US4201653A (en) 1977-10-11 1980-05-06 Inco Limited Electrowinning cell with bagged anode
US4340449A (en) 1977-10-11 1982-07-20 Texas Instruments Incorporated Method for selectively electroplating portions of articles
US4385101A (en) 1980-04-28 1983-05-24 Catanzarite Vincent Owen Electrochemical cell structure
US4317863A (en) 1980-06-03 1982-03-02 Universal Fuel Systems, Inc. Fuel cell
US4312927A (en) 1980-06-27 1982-01-26 Minnesota Mining And Manufacturing Company Energy conversion and storage process
EP0058090A1 (en) 1981-02-09 1982-08-18 Ray-O-Vac Corporation A cathode assembly for metal-air button cells
US4385967A (en) 1981-10-07 1983-05-31 Chemcut Corporation Electroplating apparatus and method
US4461817A (en) 1982-08-09 1984-07-24 Meidensha Electric Mfg. Co., Ltd. Electrode for electrolyte circulation-type cell stack secondary battery
US4447504A (en) 1983-01-03 1984-05-08 Gte Products Corporation Electrochemical cell with two rate battery stacks
US5104497A (en) 1984-01-19 1992-04-14 Tetzlaff Karl Heinz Electrochemical process for treating liquid electrolytes
US4521497A (en) 1984-05-18 1985-06-04 Lth Associates, Ltd. Electrochemical generators and method for the operation thereof
US4581064A (en) 1984-07-04 1986-04-08 Noranda Inc. Treatment of anode slimes in a top blown rotary converter
US4894355A (en) 1984-10-17 1990-01-16 Hitachi, Ltd. Flexible, water-repellent baked carbon plate, its production, fuel cell electrode, fuel cell electrode plate and its production and fuel cell
US4732823A (en) 1984-12-10 1988-03-22 Kabushiki Kaisha Meidensha Electrolyte flowing construction for electrolyte circulation-type cell stack secondary battery
US4684585A (en) 1985-10-11 1987-08-04 LTH Associates (c/o Blaxley-Maddox) Electrochemical generation apparatus and method
US4693946A (en) 1986-03-11 1987-09-15 Eltech Systems Corporation Battery with modular air cathode and anode cage
US4871627A (en) 1986-10-22 1989-10-03 Alcan International Limited Multi-cell metal/air battery
EP0277937A1 (en) 1987-02-02 1988-08-10 S.E.A. Studiengesellschaft für Energiespeicher und Antriebssysteme Gesellschaft m.b.H. Method for dissolving irregular deposits on the electrodes of a battery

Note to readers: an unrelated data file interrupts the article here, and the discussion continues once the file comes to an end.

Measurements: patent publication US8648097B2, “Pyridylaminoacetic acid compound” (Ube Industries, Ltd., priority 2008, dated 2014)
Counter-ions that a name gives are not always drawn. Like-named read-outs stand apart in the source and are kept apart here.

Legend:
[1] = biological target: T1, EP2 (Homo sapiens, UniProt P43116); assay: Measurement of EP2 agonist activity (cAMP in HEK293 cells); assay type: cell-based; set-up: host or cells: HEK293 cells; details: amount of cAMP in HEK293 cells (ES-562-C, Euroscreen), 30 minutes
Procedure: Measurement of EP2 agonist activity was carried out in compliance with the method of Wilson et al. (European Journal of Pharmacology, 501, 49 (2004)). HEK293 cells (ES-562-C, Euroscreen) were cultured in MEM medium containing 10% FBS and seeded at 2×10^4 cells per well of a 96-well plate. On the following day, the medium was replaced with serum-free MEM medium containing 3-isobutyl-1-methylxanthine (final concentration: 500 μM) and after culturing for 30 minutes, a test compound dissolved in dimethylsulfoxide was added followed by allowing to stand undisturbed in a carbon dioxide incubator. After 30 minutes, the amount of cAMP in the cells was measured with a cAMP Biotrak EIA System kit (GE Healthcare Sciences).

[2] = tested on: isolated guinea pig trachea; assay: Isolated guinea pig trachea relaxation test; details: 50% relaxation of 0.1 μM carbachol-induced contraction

WO1989005528A1 (en) 1987-12-10 1989-06-15 Unisearch Limited Vanadium charging cell and vanadium dual battery system
US5009755A (en) 1990-01-22 1991-04-23 Shor Peter S Refining method
US5376471A (en) 1990-09-18 1994-12-27 Alcan International Limited Aluminium battery with electrolyte circulation means
US5185218A (en) 1990-12-31 1993-02-09 Luz Electric Fuel Israel Ltd Electrodes for metal/air batteries and fuel cells and metal/air batteries incorporating the same
US5190833A (en) 1990-12-31 1993-03-02 Luz Electric Fuel Israel Ltd. Electrodes for metal/air batteries and fuel cells and bipolar metal/air batteries incorporating the same
US5318861A (en) 1992-01-10 1994-06-07 Electric Fuel Limited Electrochemical metal-air cell and electrically and mechanically rechargeable anodes for use therein
EP0589144A1 (en) 1992-09-23 1994-03-30 GESELLSCHAFT FÜR BEFESTIGUNGSTECHNIK GEBR. TITGEMEYER GmbH & CO. KG. Rivet connection
US5415949A (en) 1992-10-02 1995-05-16 Voltek, Inc. Metal-air cell and power system using metal-air cells
US5439758A (en) 1992-10-02 1995-08-08 Voltek, Inc. Electrochemical power generating system
US5567540A (en) * 1992-10-02 1996-10-22 Voltek, Inc. Electrochemical power generating system
US5458988A (en) 1993-08-10 1995-10-17 Matsi, Inc. Metal-air-cells having improved anode assemblies
US5434020A (en) 1993-11-15 1995-07-18 The Regents Of The University Of California Continuous-feed electrochemical cell with nonpacking particulate electrode
US5431823A (en) 1994-08-18 1995-07-11 Electric Fuel(E.F.L.) Ltd. Process for supporting and cleaning a mesh anode bag
US6057052A (en) 1995-05-25 2000-05-02 Electric Fuel (E.F.L.) Ltd. Cell for a metal-air battery
US5650240A (en) 1995-08-21 1997-07-22 Hughes Aircraft Company Multicell battery system with individually controllable cell bypasses
US5652068A (en) 1995-11-14 1997-07-29 Northrop Grumman Corporation Metal-air battery with improved air supply
US6653252B2 (en) 1996-01-19 2003-11-25 Toyota Jidosha Kabushiki Kaisha Method of manufacturing electrode or electrode-electrolyte membrane joint body for fuel cell and electrode for fuel cell
US6541941B2 (en) 1996-07-05 2003-04-01 Estco Battery Management, Inc. Fuel cell manager
US6027834A (en) 1996-09-30 2000-02-22 Matsushita Electric Industrial Co., Ltd. Nickel positive electrode and alkaline storage battery using the same
US5972531A (en) 1996-12-24 1999-10-26 Canon Kabushiki Kaisha Process and apparatus for recovering constituent components of battery
US5850136A (en) 1996-12-26 1998-12-15 Integran, Inc. Battery charger
US6054840A (en) 1997-02-25 2000-04-25 Matsushita Electric Industrial Co., Ltd. Power supply device
US5935728A (en) 1997-04-04 1999-08-10 Wilson Greatbatch Ltd. Electrochemical cell having multiplate and jellyroll electrodes with differing discharge rate regions
US6677077B2 (en) 1997-04-04 2004-01-13 Wilson Greatbatch Ltd. Electrochemical cell having multiplate electrodes with differing discharge rate regions
US5935724A (en) 1997-04-04 1999-08-10 Wilson Greatbatch Ltd. Electrochemical cell having multiplate electrodes with differing discharge rate regions
US6165638A (en) 1997-04-04 2000-12-26 Wilson Greatbatch Ltd. Electrochemical cell having multiplate and jellyroll electrodes with differing discharge rate regions
US5733677A (en) 1997-05-19 1998-03-31 Aer Energy Resources, Inc. Metal-air electrochemical cell with oxygen reservoir
US6465638B2 (en) 1997-06-25 2002-10-15 Ortho-Clinical Diagnostics, Inc. Multiplexed PCR assay for detecting disseminated Mycobacterium avium complex infection